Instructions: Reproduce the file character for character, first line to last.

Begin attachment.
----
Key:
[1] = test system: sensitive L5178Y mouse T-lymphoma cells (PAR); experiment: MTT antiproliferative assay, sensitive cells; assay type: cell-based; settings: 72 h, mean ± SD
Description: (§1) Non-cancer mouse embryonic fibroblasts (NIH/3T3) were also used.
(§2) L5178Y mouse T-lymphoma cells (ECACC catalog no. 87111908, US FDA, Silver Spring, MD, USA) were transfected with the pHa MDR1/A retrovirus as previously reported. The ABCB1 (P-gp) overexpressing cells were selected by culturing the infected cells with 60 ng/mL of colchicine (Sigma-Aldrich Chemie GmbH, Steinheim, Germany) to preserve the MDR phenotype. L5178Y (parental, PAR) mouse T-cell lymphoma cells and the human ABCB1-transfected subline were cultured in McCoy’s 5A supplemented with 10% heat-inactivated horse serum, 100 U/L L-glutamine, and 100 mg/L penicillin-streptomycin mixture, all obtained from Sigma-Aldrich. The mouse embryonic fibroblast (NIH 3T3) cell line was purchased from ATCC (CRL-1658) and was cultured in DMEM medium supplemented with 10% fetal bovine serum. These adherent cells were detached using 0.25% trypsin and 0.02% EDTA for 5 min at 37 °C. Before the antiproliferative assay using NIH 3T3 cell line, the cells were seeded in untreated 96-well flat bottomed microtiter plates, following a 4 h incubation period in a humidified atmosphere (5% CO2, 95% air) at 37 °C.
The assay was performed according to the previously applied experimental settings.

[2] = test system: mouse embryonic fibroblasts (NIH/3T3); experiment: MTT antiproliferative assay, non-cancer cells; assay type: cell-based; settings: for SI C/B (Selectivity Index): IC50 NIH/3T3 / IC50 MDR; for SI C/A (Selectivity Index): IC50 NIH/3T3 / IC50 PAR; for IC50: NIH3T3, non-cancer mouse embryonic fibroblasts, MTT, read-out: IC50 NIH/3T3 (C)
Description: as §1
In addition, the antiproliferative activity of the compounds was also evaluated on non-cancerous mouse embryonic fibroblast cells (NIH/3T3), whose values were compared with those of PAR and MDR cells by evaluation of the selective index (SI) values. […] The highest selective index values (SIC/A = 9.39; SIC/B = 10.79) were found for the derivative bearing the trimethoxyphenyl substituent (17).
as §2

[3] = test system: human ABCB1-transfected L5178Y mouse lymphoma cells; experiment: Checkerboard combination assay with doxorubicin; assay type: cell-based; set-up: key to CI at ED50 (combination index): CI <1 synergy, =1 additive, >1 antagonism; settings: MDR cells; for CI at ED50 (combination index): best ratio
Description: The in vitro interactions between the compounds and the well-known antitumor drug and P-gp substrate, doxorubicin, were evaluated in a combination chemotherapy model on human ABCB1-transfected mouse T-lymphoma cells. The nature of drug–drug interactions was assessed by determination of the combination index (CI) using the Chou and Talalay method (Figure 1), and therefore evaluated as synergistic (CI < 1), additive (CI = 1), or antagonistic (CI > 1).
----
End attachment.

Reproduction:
Key:
[1] = test system: sensitive L5178Y mouse T-lymphoma cells (PAR); experiment: MTT antiproliferative assay, sensitive cells; assay type: cell-based; settings: 72 h, mean ± SD
Description: (§1) Non-cancer mouse embryonic fibroblasts (NIH/3T3) were also used.
(§2) L5178Y mouse T-lymphoma cells (ECACC catalog no. 87111908, US FDA, Silver Spring, MD, USA) were transfected with the pHa MDR1/A retrovirus as previously reported. The ABCB1 (P-gp) overexpressing cells were selected by culturing the infected cells with 60 ng/mL of colchicine (Sigma-Aldrich Chemie GmbH, Steinheim, Germany) to preserve the MDR phenotype. L5178Y (parental, PAR) mouse T-cell lymphoma cells and the human ABCB1-transfected subline were cultured in McCoy’s 5A supplemented with 10% heat-inactivated horse serum, 100 U/L L-glutamine, and 100 mg/L penicillin-streptomycin mixture, all obtained from Sigma-Aldrich. The mouse embryonic fibroblast (NIH 3T3) cell line was purchased from ATCC (CRL-1658) and was cultured in DMEM medium supplemented with 10% fetal bovine serum. These adherent cells were detached using 0.25% trypsin and 0.02% EDTA for 5 min at 37 °C. Before the antiproliferative assay using NIH 3T3 cell line, the cells were seeded in untreated 96-well flat bottomed microtiter plates, following a 4 h incubation period in a humidified atmosphere (5% CO2, 95% air) at 37 °C.
The assay was performed according to the previously applied experimental settings.

[2] = test system: mouse embryonic fibroblasts (NIH/3T3); experiment: MTT antiproliferative assay, non-cancer cells; assay type: cell-based; settings: for SI C/B (Selectivity Index): IC50 NIH/3T3 / IC50 MDR; for SI C/A (Selectivity Index): IC50 NIH/3T3 / IC50 PAR; for IC50: NIH3T3, non-cancer mouse embryonic fibroblasts, MTT, read-out: IC50 NIH/3T3 (C)
Description: as §1
In addition, the antiproliferative activity of the compounds was also evaluated on non-cancerous mouse embryonic fibroblast cells (NIH/3T3), whose values were compared with those of PAR and MDR cells by evaluation of the selective index (SI) values. […] The highest selective index values (SIC/A = 9.39; SIC/B = 10.79) were found for the derivative bearing the trimethoxyphenyl substituent (17).
as §2

[3] = test system: human ABCB1-transfected L5178Y mouse lymphoma cells; experiment: Checkerboard combination assay with doxorubicin; assay type: cell-based; set-up: key to CI at ED50 (combination index): CI <1 synergy, =1 additive, >1 antagonism; settings: MDR cells; for CI at ED50 (combination index): best ratio
Description: The in vitro interactions between the compounds and the well-known antitumor drug and P-gp substrate, doxorubicin, were evaluated in a combination chemotherapy model on human ABCB1-transfected mouse T-lymphoma cells. The nature of drug–drug interactions was assessed by determination of the combination index (CI) using the Chou and Talalay method (Figure 1), and therefore evaluated as synergistic (CI < 1), additive (CI = 1), or antagonistic (CI > 1).